Built for the 1900 Universal Exhibition, the Petit Palace (small palace) houses the City of Paris Museum of Fine Arts and displays a remarkable collection of paintings and sculptures, featuring the artworks of such prominent artists as Rembrandt, Rubens, Delacroix, Monet, Pissarro, Cezanne and Rodin.
The current exhibits are divided into two sections. The first one, the so-called Dutit Collection, includes Renaissance paintings, drawings and artworks, and the second one – the Tuck Collection, features 19th-century furniture and the collection of paintings of the City of Paris. Among the masterpieces displayed in the museum are works of such prominent artists as Rembrandt, Rubens, Nicolas Poussin, Claude Gellée, Géricault, Delacroix, Courbet, Monet, Sisley, Pissarro, Cezanne and Rodin.
The building was erected in 1900 for the Universal Exhibition and two years later it became a museum. The structure, designed by Charles Girlaut, is based on a trapezium shape and includes 4 wings arranged around the semi-circular garden situated by a decorated peristyle (a columnade). The main entrance is known for its craftsmanship and elegance.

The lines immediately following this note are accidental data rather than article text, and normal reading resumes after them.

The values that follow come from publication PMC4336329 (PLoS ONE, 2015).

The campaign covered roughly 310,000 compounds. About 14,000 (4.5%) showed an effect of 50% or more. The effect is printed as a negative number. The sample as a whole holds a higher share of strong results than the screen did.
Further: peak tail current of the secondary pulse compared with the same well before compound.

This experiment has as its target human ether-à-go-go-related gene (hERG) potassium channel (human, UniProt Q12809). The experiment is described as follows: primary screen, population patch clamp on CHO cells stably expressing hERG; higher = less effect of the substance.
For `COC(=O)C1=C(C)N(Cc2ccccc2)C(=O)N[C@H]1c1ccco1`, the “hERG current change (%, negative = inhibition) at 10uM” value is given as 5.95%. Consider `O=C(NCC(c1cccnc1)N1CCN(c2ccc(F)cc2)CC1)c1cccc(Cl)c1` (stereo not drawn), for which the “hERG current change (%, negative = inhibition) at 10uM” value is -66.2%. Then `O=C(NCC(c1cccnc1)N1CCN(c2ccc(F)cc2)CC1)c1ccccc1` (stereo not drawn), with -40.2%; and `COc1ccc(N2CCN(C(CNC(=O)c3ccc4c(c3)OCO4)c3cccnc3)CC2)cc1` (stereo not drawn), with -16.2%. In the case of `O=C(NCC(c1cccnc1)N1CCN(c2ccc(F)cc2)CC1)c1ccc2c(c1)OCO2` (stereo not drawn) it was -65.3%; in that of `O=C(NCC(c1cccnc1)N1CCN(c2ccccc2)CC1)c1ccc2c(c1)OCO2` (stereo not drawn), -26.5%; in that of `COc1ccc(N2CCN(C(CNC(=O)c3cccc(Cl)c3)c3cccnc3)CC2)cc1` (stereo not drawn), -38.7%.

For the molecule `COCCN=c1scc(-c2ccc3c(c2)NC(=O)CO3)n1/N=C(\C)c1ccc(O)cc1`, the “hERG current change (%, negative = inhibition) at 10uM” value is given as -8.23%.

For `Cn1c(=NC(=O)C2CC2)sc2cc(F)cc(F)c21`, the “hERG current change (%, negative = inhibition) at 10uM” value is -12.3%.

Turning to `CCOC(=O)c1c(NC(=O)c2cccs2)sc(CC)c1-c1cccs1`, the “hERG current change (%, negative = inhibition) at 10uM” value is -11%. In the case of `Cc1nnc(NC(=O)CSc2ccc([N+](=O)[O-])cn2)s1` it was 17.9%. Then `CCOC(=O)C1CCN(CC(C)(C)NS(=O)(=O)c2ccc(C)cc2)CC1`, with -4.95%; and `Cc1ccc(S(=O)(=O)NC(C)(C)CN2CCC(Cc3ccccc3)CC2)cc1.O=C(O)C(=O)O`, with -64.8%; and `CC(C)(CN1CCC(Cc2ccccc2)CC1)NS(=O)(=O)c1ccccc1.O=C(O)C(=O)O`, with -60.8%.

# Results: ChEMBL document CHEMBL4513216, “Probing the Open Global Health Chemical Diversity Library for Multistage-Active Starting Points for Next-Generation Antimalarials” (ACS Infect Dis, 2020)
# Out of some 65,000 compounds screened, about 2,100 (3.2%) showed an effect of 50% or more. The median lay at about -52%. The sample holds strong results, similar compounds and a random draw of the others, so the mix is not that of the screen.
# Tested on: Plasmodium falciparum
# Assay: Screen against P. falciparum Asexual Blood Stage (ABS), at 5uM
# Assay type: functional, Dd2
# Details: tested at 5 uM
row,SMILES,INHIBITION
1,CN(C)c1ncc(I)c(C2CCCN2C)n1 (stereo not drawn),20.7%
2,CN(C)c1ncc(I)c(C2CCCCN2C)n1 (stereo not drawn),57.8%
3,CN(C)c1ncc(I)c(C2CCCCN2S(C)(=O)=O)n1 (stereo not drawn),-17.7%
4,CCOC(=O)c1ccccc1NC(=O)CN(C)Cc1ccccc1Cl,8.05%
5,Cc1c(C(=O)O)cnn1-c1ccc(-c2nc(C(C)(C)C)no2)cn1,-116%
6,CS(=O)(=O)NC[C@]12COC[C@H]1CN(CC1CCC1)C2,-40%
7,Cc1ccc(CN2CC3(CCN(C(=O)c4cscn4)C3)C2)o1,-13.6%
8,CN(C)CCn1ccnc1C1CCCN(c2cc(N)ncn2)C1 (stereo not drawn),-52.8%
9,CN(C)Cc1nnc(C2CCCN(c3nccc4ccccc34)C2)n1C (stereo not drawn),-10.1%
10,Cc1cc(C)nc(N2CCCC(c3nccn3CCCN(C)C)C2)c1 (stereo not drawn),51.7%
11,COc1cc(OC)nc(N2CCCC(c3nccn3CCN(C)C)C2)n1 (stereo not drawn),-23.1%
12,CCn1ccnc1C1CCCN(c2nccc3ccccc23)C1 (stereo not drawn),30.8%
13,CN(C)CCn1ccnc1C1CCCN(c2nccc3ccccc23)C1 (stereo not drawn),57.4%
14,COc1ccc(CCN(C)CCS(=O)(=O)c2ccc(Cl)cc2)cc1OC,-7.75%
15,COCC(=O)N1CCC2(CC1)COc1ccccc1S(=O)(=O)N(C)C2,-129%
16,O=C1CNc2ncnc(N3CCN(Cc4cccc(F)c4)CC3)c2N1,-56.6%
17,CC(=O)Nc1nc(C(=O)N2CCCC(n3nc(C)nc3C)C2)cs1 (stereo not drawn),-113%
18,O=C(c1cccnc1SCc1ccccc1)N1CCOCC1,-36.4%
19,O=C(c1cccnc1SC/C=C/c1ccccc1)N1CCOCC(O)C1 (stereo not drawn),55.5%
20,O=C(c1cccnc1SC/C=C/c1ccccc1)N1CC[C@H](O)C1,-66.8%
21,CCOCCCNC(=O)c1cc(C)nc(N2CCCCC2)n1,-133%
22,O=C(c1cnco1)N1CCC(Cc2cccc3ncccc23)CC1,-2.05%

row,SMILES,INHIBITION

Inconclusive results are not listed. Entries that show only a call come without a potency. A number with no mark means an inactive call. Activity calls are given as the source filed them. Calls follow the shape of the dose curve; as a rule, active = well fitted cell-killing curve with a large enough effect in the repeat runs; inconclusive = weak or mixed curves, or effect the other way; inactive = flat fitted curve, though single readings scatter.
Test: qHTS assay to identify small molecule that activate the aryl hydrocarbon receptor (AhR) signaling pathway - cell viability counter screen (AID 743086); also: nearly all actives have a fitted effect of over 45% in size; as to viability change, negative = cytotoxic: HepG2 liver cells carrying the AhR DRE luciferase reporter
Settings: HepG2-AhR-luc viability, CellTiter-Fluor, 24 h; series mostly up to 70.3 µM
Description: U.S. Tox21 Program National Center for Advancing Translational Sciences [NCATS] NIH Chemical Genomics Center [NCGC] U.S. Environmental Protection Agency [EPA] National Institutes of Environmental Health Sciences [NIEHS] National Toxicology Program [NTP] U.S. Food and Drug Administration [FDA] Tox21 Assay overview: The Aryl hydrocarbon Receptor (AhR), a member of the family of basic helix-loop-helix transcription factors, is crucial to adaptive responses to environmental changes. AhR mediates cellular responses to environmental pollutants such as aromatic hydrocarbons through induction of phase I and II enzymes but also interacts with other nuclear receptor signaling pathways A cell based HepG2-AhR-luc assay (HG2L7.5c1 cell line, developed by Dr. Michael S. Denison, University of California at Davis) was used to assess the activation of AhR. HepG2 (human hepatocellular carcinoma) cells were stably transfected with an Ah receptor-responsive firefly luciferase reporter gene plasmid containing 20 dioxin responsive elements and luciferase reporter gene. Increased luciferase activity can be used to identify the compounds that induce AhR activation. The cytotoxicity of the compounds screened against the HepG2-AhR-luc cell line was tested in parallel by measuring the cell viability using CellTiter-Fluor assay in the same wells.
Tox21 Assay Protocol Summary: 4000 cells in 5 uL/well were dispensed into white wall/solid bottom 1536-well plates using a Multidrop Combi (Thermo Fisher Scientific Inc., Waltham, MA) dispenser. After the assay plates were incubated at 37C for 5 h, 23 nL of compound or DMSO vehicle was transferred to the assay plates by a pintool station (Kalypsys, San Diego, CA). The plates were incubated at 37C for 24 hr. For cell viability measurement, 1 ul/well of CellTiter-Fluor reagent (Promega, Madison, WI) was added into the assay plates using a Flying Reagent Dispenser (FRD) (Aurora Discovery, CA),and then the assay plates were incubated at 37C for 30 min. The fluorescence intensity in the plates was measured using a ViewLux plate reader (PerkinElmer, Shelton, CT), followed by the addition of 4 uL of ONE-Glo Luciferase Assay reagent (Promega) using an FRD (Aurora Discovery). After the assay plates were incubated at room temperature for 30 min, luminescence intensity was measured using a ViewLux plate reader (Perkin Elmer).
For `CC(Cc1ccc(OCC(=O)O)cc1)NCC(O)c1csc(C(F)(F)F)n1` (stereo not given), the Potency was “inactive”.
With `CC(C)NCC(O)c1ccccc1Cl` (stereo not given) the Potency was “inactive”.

Except the collection of artworks the museum also provides a database for researchers. In the Information Resource Center of the museum there is a reading room with 14 seats, and its collection includes approximately 25,000 books and periodicals and scientific archives relating to exhibitions since the opening of the museum.
The palace with its Ionic columns, grand porch and a dome resembles the National Residence of the Invalids, which is located across the river. Interestingly, Petit Palais has served as a model for other public buildings, most notably for the Royal Museum for Central Africa near Brussels (Belgium) and the Museo de Bellas Artes (Fine Arts Museum) in Santiago, Chile.